BILLINGS -- When Grace Johnson was writing a 25-page paper this year, Google wasn’t going to cut it as a research resource for the recent West High graduate.
“A lot of teachers won’t allow you to use sources that aren’t from EBSCO and JSTOR,” she said, referencing databases of scholarly articles.
But as revenue directed to Montana libraries from the state’s coal severance tax loses steam, public and school libraries will lose access to EBSCO, a collection of databases. Billings’ high school librarians strongly oppose the move.
In January, the Montana State Library found out it would be losing $46,000 in expected tax revenue for the current 2015-17 budget. In mid-May, another $166,000 was cut.
The state library had about $943,000 in coal severance tax revenue budgeted for 2016-17 financial years. The agency’s full two-year budget is almost $12 million. But the database funding is specifically assigned to the tax revenue, State Librarian Jennie Stapp said.
A recent state library task force identified a database package paid for by the state and used by libraries across Montana as most opportune for decreasing investment. Thirteen task force members said the state could decrease investment in state databases in a ranking exercise of library resources; only one person said that investment should remain the same, and no one voted for an increase.
The Montana State Library Commission also previously voted to reduce database funding in April.
Combined with the fact that database funds rely on the funding stream being slashed, it made the most sense to cut databases, Stapp said.
A letter sent out to libraries May 25 says "given the extreme circumstances we face, we believe we are making the best choices available to us that will allow us to continue to serve libraries and Montanans in every corner of our state."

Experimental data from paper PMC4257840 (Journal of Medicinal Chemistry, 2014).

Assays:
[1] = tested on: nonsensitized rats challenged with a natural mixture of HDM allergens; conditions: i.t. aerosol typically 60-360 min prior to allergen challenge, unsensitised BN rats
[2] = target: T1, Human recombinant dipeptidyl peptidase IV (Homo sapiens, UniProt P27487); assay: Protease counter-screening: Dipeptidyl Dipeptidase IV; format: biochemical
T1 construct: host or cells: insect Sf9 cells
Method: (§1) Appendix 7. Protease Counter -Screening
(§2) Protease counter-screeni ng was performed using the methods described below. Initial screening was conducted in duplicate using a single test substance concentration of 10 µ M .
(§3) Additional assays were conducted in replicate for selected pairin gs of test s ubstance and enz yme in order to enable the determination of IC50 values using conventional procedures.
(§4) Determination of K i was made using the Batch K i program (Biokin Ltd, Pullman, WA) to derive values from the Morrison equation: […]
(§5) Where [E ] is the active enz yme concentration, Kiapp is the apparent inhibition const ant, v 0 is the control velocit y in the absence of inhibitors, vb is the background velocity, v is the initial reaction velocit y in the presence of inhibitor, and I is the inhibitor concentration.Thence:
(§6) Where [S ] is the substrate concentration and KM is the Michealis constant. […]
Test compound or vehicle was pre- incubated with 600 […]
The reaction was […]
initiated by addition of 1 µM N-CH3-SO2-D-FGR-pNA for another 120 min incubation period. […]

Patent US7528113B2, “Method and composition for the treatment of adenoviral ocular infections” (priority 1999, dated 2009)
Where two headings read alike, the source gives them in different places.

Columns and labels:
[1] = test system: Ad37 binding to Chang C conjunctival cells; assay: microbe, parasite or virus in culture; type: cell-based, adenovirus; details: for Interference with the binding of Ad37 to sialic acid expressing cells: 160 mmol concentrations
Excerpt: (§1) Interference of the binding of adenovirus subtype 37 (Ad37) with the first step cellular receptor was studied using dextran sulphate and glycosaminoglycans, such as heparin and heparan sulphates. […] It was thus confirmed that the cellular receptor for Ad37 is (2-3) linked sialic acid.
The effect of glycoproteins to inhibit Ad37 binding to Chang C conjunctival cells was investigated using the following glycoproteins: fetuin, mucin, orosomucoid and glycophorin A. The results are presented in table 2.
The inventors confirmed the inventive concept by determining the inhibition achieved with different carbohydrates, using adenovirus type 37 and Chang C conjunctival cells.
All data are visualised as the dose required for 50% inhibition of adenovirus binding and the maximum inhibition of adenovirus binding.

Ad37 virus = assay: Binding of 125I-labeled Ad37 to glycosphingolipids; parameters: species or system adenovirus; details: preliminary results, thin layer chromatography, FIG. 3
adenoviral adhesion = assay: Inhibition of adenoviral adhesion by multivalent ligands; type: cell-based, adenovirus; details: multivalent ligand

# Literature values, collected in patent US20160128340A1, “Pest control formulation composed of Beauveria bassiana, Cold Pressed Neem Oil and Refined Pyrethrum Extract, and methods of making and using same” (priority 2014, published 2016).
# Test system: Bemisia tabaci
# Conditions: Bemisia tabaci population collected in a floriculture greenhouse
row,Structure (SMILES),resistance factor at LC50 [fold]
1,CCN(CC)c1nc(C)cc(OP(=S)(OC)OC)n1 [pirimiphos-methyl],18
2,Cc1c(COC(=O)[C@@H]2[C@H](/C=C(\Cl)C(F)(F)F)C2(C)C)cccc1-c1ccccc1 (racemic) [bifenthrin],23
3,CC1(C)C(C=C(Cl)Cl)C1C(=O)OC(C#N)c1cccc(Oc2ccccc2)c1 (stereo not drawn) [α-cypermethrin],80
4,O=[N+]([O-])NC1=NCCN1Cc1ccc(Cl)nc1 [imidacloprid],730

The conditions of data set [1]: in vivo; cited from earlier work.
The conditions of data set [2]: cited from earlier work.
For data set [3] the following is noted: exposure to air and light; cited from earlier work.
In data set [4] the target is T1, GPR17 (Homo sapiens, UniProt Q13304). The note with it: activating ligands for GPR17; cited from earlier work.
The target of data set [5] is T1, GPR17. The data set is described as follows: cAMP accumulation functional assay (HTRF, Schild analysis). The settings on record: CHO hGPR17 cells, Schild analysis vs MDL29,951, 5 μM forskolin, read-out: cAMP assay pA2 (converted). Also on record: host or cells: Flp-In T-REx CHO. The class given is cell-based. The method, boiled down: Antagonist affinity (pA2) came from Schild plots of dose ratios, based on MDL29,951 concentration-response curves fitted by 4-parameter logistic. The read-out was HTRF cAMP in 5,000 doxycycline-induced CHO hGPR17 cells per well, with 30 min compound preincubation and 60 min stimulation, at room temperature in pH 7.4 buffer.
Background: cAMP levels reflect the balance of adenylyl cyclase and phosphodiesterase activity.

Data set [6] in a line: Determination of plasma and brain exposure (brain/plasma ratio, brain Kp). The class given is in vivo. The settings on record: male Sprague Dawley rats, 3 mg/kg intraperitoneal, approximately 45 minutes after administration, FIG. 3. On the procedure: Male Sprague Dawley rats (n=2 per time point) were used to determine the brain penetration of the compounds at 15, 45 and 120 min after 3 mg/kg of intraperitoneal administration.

Students at West High who use the databases disagree.
Senior Brenna Hoffman said that students would be more likely to use unreliable information, falling into traps like “well, this one says .org. I think it’s OK.”
EBSCO includes thousands of scholarly, peer-reviewed articles published in academic journals, which are spread out over several databases, with information on topics from literary analysis to automotive updates.
“It’s very much like working with a cable company — to get the one database you want you have to buy all of them,” said Stapp. The state re-negotiated its roughly $350,000 contract with EBSCO down to about $250,000 in 2013, but EBSCO made it clear they weren’t willing to go lower, Stapp said.
Billings school libraries are exploring the possibility of purchasing more narrow access to the databases, which is cheaper overall but offers less bang for their buck. That would require the use of existing funding.
“It means we’re going to be able to get fewer books, and do less programs, get less technology,” West librarian Brittany Alberson said.
Hoffman uses the database for college courses — she’s taking a full course load this year through a state program.
“They expect you to know how to use it there,” she said.
Johnson used several sources from international journals for one project that “you can’t get here at any of the libraries in Billings.”
Sophomores Kyler Hodik and Reagan Linde both used the database to craft arguments for speech and debate events.
“When you’re in speech and debate, you have to have a reliable source,” Linde said.
Revenue from the coal tax peaked in the early 1980s. But cuts to the tax rate and production have hacked away at revenue over the years. In fiscal year 2015, the tax brought in about $61.8 million.
The coal severance tax trust fund receives half of all coal severance taxes in Montana. The other half is directed into the general fund and other programs; a small slice is set aside for the library commission. While the tax generated robust revenue in 2015, commodity markets are often volatile. Montana coal production has tumbled in 2016, and economic experts have issued bleak projections for the industry, at least for the short-term.
A letter sent by SD2 high school librarians to the state commission notes the significance of the cuts and that the commission is responsible for serving a wide array of libraries, but it blasts the decision.
“It is imperative that our students have equitable access to databases in order for them to be competitive with other 21st century learners and researchers,” it reads. “The loss of access to these databases will severely impact their research education and could hinder their college and career readiness.”
Alberson said returns from a survey sent to other school libraries about the database cut show an "overwhelming" response. Access to EBSCO is slated to end Aug. 31.